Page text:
Primary Computing – Celebrate Ada Lovelace Day!

The Magnificent Ada Lovelace

iCompute Ada Lovelace Activity

Click to download

Ada Lovelace had it worse, but as one of the few women undertaking a Computing Science degree in the 90’s, I’m used to being a minority.  I’ve never understood why it is such a male dominated industry because I love it.  I don’t put this down to sexism.  Throughout my studies and beyond in the workplace as a software engineer and, later, project manager I have been treated with respect at all times by men in my field.

I have my own theories about why girls don’t take to computer science as wholeheartedly as their male counterparts and they are, in my opinion, largely down to teaching – or lack thereof.  Which is why it’s great that, here in the UK, learning computer science is statutory from the age of 5 because it allows us teachers the (almost unique) opportunity to engage girls early in this creative and fascinating subject.  Not just enabling them to enter into the tech industry later if they want to but because it’s absolutely crucial to know how to communicate, collaborate and express yourself in the modern digital world.

In her blog post of 2009 (when Ada Lovelace Day was born) Suw Charman-Anderson speaks of research pointing to need for women to need to see female role models.  If that’s true then, given the amount of women teaching computing in the UK, we should surely see an upsurge in engagement in computing by girls and, empowerment through it!  That is, if their role model’s are good ones; who show a passion and enthusiasm for the subject and teach it in creative, fun and challenging ways.  I hope that, since its introduction into the National Curriculum in 2014, we are making good strides towards achieving this.  There’s no excuse not to as there is a wealth of support and resources available to support teachers and schools.  I regularly produce free lesson plans and support materials to, hopefully, inspire and motivate teachers of primary computing.

This Ada Lovelace day (13th October 2020) I’ve put together a step-by-step lesson plan and supporting resources adapted from iCompute’s Cross Curricular Computing pack for teaching Computing with History.  Suitable for pupils aged 7-11, it involves researching Ada Lovelace and producing a webpage about their findings using basic HTML.

Download and use to show your pupils how women have been instrumental in the transformation of the technological world!

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Coding Drones

Aiming High in Computing

Drone Lesson Plans

Aim High in Primary Computing

Using drones in schools has the potential to take learning, literally, to a higher level.  As they continue to become increasingly practical, attainable, tools for education, teachers around the world are now using drones in their classrooms for STEM and STEAM activities.

In computing, programming drones helps develop children’s skills in algorithms, programming and computational thinking as well as addressing the ‘controlling physical systems’ objectives of the National Curriculum for Computing at Key Stage 2.  Exciting curricula and drone lesson plans are being developed that help teachers develop confidence and make the most out of connected devices.

Drones are revolutionising business and industry:  engineers use the technology for site surveys, filmmakers capture images that would otherwise be unseen, drones are used in agriculture; farming; conservation; military operations and parcel deliveries.  The potential for the application of drones and the rapid growth in the technology is huge.  Understanding how they work, their potential and how to control them through coding prepares children for the modern working world.

iCompute lead the way in teaching and learning using educational technology.  In anticipation of 3D robotics becoming the next big thing in education, we have extended our connected devices offering of comprehensive, step-by-step lesson plans, computing resources and assessment toolkits using Sphero and LEGO™ WeDo by adding an amazing, creative, 6-8 week coding with drones unit aimed at upper KS2 Computing (pupils aged 9-11 or higher).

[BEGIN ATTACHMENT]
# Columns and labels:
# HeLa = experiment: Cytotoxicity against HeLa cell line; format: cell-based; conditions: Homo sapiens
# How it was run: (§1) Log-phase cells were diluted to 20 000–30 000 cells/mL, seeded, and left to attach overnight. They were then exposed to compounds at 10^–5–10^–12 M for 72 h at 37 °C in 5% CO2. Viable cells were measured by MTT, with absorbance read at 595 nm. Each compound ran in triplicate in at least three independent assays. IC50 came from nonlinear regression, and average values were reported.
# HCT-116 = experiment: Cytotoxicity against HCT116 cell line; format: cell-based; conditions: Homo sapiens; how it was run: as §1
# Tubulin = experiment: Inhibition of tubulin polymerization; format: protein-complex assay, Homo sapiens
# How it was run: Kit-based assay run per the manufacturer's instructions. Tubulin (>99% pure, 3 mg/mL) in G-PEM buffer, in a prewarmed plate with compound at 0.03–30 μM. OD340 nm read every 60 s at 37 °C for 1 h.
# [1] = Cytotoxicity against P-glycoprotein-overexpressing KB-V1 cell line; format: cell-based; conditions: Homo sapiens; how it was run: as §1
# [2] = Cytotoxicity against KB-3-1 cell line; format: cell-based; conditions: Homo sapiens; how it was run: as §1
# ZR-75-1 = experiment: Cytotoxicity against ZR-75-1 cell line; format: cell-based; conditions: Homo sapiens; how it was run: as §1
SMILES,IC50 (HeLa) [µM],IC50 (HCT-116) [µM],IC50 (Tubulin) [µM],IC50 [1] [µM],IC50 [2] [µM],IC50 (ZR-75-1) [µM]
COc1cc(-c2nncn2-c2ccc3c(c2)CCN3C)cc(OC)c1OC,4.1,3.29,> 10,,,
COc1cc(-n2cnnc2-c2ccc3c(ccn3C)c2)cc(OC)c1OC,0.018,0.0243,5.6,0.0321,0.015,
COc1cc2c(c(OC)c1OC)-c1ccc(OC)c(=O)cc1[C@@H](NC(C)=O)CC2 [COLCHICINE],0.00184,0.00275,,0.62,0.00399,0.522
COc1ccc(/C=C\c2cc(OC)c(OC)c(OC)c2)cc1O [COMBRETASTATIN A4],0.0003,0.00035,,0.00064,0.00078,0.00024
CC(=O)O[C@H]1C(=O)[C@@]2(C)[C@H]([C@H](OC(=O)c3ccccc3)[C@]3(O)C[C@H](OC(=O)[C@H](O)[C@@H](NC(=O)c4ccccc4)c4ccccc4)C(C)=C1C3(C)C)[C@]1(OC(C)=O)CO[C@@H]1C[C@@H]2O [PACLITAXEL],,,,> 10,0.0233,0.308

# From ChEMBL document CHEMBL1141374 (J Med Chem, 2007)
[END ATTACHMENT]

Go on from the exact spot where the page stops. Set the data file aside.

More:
Children learn how to program parrot drones to fly, create aerial shapes, navigate obstacles, fire ‘missiles’, pick up and drop objects all set in imaginative contexts.  They program Santa’s ‘sleigh’  to deliver presents before going on an epic journey to a Galaxy Far, Far Away to take out the Death Star for the Rebel Alliance!

Drone Lesson Plans

The Force is Strong with This One…Visit our website to unleash your power!

 

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Teach Programming LEGO™ WeDo with iCompute

Build and Code with LEGO™ WeDo

LEGO™ WeDo This week sees the launch of iCompute’s new six week programming unit  for Year 3 and 4-5 week unit for Year 4 which uses LEGO™ WeDo to teach children how to program robots and models in primary computing lessons.

This helps schools address the controlling physical systems objective of the National Curriculum for Computing at Key Stage 2.

What is LEGO WeDo?

Lego WeDo is a fantastic opportunity for children to bring the physical world to life through code.  They build models using the bricks they know and love and then program them interact with the world around them!

Using robotics promotes interest in science and engineering, as well as computer science and helps develop motor skills through model building.  Mechanisms, built by and ultimately designed by, the pupils themselves set computer programming in a meaningful context.  Children learn more quickly when a model executes a program, physically, right before them.

The robotics elements of LEGO WeDo include motors and sensors.  Our new units do not require the full educational LEGO WeDo sets to be bought.  Schools that already have plenty of bricks and parts can simply buy the robotics parts that will enable models to move, sense and interact with the physical world.

Robotic Parts

LEGO WeDo has two versions 1.0 and 2.0.  Our units provide support for both and the principle robotic parts remain the same at their core (albeit with enhanced features for 2.0).

  • The Hub: The WeDo hub connects models to your device. You can connect up to two sensors (motor, distance sensor, or tilt sensor)
  • The Motor: When connected to the hub, the motor can be programmed to turn on/off.  It can also be programmed to adjust power, direction and duration
  • The Distance Sensor: The distance sensor can detect how far away an item is in front of it
  • The Tilt Sensor: The tilt sensor detects how far it’s tilted from left to right.